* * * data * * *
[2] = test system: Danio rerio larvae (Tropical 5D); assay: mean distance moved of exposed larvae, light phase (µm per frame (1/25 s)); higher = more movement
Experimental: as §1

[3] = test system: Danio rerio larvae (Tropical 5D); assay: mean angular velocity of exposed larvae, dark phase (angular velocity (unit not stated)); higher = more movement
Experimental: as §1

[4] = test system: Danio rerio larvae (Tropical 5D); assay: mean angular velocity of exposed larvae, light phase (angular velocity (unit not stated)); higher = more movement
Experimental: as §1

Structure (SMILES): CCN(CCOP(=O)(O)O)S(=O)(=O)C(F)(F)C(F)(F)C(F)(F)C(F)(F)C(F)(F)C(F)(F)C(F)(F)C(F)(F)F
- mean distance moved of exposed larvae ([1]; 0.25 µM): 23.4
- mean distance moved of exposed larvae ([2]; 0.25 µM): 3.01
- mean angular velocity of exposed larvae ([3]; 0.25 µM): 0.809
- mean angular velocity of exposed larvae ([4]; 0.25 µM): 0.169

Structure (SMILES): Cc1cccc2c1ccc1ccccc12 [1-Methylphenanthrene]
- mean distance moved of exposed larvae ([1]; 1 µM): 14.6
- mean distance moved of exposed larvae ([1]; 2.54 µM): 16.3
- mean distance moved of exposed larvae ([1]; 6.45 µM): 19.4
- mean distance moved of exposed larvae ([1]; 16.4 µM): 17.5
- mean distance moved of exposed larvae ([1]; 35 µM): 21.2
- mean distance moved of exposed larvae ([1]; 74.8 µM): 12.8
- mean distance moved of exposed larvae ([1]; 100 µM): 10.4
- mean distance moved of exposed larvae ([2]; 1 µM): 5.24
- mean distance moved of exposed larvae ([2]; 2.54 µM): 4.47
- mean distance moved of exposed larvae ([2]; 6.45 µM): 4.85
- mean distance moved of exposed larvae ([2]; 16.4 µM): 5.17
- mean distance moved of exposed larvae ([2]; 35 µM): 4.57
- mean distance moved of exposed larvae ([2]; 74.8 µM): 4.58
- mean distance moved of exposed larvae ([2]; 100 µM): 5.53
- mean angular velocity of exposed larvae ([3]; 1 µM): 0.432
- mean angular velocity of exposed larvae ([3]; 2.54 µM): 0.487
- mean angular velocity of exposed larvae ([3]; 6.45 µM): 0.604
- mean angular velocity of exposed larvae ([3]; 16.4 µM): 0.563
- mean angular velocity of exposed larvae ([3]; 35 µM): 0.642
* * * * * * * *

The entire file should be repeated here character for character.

[2] = test system: Danio rerio larvae (Tropical 5D); assay: mean distance moved of exposed larvae, light phase (µm per frame (1/25 s)); higher = more movement
Experimental: as §1

[3] = test system: Danio rerio larvae (Tropical 5D); assay: mean angular velocity of exposed larvae, dark phase (angular velocity (unit not stated)); higher = more movement
Experimental: as §1

[4] = test system: Danio rerio larvae (Tropical 5D); assay: mean angular velocity of exposed larvae, light phase (angular velocity (unit not stated)); higher = more movement
Experimental: as §1

Structure (SMILES): CCN(CCOP(=O)(O)O)S(=O)(=O)C(F)(F)C(F)(F)C(F)(F)C(F)(F)C(F)(F)C(F)(F)C(F)(F)C(F)(F)F
- mean distance moved of exposed larvae ([1]; 0.25 µM): 23.4
- mean distance moved of exposed larvae ([2]; 0.25 µM): 3.01
- mean angular velocity of exposed larvae ([3]; 0.25 µM): 0.809
- mean angular velocity of exposed larvae ([4]; 0.25 µM): 0.169

Structure (SMILES): Cc1cccc2c1ccc1ccccc12 [1-Methylphenanthrene]
- mean distance moved of exposed larvae ([1]; 1 µM): 14.6
- mean distance moved of exposed larvae ([1]; 2.54 µM): 16.3
- mean distance moved of exposed larvae ([1]; 6.45 µM): 19.4
- mean distance moved of exposed larvae ([1]; 16.4 µM): 17.5
- mean distance moved of exposed larvae ([1]; 35 µM): 21.2
- mean distance moved of exposed larvae ([1]; 74.8 µM): 12.8
- mean distance moved of exposed larvae ([1]; 100 µM): 10.4
- mean distance moved of exposed larvae ([2]; 1 µM): 5.24
- mean distance moved of exposed larvae ([2]; 2.54 µM): 4.47
- mean distance moved of exposed larvae ([2]; 6.45 µM): 4.85
- mean distance moved of exposed larvae ([2]; 16.4 µM): 5.17
- mean distance moved of exposed larvae ([2]; 35 µM): 4.57
- mean distance moved of exposed larvae ([2]; 74.8 µM): 4.58
- mean distance moved of exposed larvae ([2]; 100 µM): 5.53
- mean angular velocity of exposed larvae ([3]; 1 µM): 0.432
- mean angular velocity of exposed larvae ([3]; 2.54 µM): 0.487
- mean angular velocity of exposed larvae ([3]; 6.45 µM): 0.604
- mean angular velocity of exposed larvae ([3]; 16.4 µM): 0.563
- mean angular velocity of exposed larvae ([3]; 35 µM): 0.642